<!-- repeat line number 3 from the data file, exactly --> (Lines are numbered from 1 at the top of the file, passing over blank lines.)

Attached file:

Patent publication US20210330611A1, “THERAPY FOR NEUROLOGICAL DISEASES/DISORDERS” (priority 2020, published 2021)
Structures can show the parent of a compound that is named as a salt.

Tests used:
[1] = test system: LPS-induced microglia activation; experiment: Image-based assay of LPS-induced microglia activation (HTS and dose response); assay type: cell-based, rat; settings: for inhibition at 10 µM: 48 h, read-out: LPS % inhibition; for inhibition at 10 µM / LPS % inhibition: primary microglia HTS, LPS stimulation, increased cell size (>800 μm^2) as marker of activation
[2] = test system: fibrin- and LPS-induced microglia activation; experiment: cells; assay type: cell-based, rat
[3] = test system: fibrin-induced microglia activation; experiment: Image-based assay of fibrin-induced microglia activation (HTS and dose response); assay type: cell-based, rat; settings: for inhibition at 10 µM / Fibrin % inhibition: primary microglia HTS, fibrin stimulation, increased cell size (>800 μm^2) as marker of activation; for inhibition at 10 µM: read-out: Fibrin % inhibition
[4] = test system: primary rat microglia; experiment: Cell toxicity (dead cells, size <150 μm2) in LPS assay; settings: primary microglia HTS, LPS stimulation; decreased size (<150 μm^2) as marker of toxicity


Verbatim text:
Tests used: